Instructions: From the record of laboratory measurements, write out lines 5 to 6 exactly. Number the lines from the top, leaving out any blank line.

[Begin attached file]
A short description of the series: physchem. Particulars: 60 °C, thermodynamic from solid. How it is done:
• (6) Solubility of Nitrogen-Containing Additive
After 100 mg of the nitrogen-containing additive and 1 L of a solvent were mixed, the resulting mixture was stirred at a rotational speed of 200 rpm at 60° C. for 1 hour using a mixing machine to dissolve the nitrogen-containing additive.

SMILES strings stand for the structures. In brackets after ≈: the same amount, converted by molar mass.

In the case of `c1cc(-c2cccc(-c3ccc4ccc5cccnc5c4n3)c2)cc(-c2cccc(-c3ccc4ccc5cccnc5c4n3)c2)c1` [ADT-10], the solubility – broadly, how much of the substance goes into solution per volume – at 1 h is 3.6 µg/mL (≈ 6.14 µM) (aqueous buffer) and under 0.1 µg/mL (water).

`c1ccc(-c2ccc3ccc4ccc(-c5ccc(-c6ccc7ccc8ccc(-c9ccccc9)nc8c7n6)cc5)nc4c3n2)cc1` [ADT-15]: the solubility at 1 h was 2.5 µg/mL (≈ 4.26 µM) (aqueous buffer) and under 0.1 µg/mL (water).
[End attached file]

In the case of `c1cc(-c2cccc(-c3ccc4ccc5cccnc5c4n3)c2)cc(-c2cccc(-c3ccc4ccc5cccnc5c4n3)c2)c1` [ADT-10], the solubility – broadly, how much of the substance goes into solution per volume – at 1 h is 3.6 µg/mL (≈ 6.14 µM) (aqueous buffer) and under 0.1 µg/mL (water).

`c1ccc(-c2ccc3ccc4ccc(-c5ccc(-c6ccc7ccc8ccc(-c9ccccc9)nc8c7n6)cc5)nc4c3n2)cc1` [ADT-15]: the solubility at 1 h was 2.5 µg/mL (≈ 4.26 µM) (aqueous buffer) and under 0.1 µg/mL (water).